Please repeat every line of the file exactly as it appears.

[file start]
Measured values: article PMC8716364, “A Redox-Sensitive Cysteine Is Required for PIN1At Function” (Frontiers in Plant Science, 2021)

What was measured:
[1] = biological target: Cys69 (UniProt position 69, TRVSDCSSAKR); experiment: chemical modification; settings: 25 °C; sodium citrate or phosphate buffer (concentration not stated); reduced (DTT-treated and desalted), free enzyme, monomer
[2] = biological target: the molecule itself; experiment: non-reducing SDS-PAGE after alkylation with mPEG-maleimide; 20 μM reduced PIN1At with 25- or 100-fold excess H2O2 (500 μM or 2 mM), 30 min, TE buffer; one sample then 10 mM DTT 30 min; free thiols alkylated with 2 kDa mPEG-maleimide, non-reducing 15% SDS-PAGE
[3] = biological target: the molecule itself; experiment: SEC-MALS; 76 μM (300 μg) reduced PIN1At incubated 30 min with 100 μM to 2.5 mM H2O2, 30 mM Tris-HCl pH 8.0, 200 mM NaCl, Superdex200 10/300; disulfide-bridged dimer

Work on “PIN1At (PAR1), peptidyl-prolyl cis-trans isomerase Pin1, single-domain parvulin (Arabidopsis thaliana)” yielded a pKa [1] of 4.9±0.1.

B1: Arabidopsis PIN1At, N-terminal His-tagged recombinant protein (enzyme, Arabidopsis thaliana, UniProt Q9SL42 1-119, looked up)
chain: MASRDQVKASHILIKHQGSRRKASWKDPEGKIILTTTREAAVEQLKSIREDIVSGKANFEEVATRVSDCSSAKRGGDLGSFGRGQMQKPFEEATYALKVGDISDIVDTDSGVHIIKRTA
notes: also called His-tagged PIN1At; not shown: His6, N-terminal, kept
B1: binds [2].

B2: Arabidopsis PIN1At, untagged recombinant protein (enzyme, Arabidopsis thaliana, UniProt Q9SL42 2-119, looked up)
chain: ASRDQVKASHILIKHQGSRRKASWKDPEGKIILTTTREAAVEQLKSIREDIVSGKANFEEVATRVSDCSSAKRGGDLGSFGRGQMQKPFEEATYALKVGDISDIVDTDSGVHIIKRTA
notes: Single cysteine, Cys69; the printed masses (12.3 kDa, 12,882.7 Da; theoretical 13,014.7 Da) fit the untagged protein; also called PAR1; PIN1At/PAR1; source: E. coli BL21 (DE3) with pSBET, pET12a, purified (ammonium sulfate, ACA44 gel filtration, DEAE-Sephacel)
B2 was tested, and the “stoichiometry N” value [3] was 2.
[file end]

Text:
Measured values: article PMC8716364, “A Redox-Sensitive Cysteine Is Required for PIN1At Function” (Frontiers in Plant Science, 2021)

What was measured:
[1] = biological target: Cys69 (UniProt position 69, TRVSDCSSAKR); experiment: chemical modification; settings: 25 °C; sodium citrate or phosphate buffer (concentration not stated); reduced (DTT-treated and desalted), free enzyme, monomer
[2] = biological target: the molecule itself; experiment: non-reducing SDS-PAGE after alkylation with mPEG-maleimide; 20 μM reduced PIN1At with 25- or 100-fold excess H2O2 (500 μM or 2 mM), 30 min, TE buffer; one sample then 10 mM DTT 30 min; free thiols alkylated with 2 kDa mPEG-maleimide, non-reducing 15% SDS-PAGE
[3] = biological target: the molecule itself; experiment: SEC-MALS; 76 μM (300 μg) reduced PIN1At incubated 30 min with 100 μM to 2.5 mM H2O2, 30 mM Tris-HCl pH 8.0, 200 mM NaCl, Superdex200 10/300; disulfide-bridged dimer

Work on “PIN1At (PAR1), peptidyl-prolyl cis-trans isomerase Pin1, single-domain parvulin (Arabidopsis thaliana)” yielded a pKa [1] of 4.9±0.1.

B1: Arabidopsis PIN1At, N-terminal His-tagged recombinant protein (enzyme, Arabidopsis thaliana, UniProt Q9SL42 1-119, looked up)
chain: MASRDQVKASHILIKHQGSRRKASWKDPEGKIILTTTREAAVEQLKSIREDIVSGKANFEEVATRVSDCSSAKRGGDLGSFGRGQMQKPFEEATYALKVGDISDIVDTDSGVHIIKRTA
notes: also called His-tagged PIN1At; not shown: His6, N-terminal, kept
B1: binds [2].

B2: Arabidopsis PIN1At, untagged recombinant protein (enzyme, Arabidopsis thaliana, UniProt Q9SL42 2-119, looked up)
chain: ASRDQVKASHILIKHQGSRRKASWKDPEGKIILTTTREAAVEQLKSIREDIVSGKANFEEVATRVSDCSSAKRGGDLGSFGRGQMQKPFEEATYALKVGDISDIVDTDSGVHIIKRTA
notes: Single cysteine, Cys69; the printed masses (12.3 kDa, 12,882.7 Da; theoretical 13,014.7 Da) fit the untagged protein; also called PAR1; PIN1At/PAR1; source: E. coli BL21 (DE3) with pSBET, pET12a, purified (ammonium sulfate, ACA44 gel filtration, DEAE-Sephacel)
B2 was tested, and the “stoichiometry N” value [3] was 2.